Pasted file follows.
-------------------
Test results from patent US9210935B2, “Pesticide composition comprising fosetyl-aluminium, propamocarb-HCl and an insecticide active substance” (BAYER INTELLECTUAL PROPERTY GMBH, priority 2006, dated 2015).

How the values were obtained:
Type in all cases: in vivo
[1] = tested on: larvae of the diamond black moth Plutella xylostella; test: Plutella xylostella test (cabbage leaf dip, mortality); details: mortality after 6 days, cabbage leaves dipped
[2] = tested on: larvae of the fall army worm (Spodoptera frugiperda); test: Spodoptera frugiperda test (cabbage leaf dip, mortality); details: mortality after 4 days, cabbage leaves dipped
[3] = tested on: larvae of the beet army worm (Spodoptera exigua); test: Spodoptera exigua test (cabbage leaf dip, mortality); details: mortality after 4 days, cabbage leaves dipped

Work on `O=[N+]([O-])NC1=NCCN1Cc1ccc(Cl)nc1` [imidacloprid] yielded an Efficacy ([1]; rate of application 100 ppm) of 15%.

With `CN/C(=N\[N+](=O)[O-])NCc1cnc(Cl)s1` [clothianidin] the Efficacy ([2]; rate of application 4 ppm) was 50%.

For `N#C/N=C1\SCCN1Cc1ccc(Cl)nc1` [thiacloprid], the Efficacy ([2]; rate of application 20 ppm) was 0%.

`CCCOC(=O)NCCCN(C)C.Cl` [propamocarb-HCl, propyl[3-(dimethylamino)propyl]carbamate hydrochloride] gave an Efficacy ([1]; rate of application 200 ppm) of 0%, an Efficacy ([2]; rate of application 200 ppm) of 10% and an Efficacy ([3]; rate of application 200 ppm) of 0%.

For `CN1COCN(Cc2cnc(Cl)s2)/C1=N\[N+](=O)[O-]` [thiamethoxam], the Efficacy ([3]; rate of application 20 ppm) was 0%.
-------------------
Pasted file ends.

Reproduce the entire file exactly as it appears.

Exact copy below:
Test results from patent US9210935B2, “Pesticide composition comprising fosetyl-aluminium, propamocarb-HCl and an insecticide active substance” (BAYER INTELLECTUAL PROPERTY GMBH, priority 2006, dated 2015).

How the values were obtained:
Type in all cases: in vivo
[1] = tested on: larvae of the diamond black moth Plutella xylostella; test: Plutella xylostella test (cabbage leaf dip, mortality); details: mortality after 6 days, cabbage leaves dipped
[2] = tested on: larvae of the fall army worm (Spodoptera frugiperda); test: Spodoptera frugiperda test (cabbage leaf dip, mortality); details: mortality after 4 days, cabbage leaves dipped
[3] = tested on: larvae of the beet army worm (Spodoptera exigua); test: Spodoptera exigua test (cabbage leaf dip, mortality); details: mortality after 4 days, cabbage leaves dipped

Work on `O=[N+]([O-])NC1=NCCN1Cc1ccc(Cl)nc1` [imidacloprid] yielded an Efficacy ([1]; rate of application 100 ppm) of 15%.

With `CN/C(=N\[N+](=O)[O-])NCc1cnc(Cl)s1` [clothianidin] the Efficacy ([2]; rate of application 4 ppm) was 50%.

For `N#C/N=C1\SCCN1Cc1ccc(Cl)nc1` [thiacloprid], the Efficacy ([2]; rate of application 20 ppm) was 0%.

`CCCOC(=O)NCCCN(C)C.Cl` [propamocarb-HCl, propyl[3-(dimethylamino)propyl]carbamate hydrochloride] gave an Efficacy ([1]; rate of application 200 ppm) of 0%, an Efficacy ([2]; rate of application 200 ppm) of 10% and an Efficacy ([3]; rate of application 200 ppm) of 0%.

For `CN1COCN(Cc2cnc(Cl)s2)/C1=N\[N+](=O)[O-]` [thiamethoxam], the Efficacy ([3]; rate of application 20 ppm) was 0%.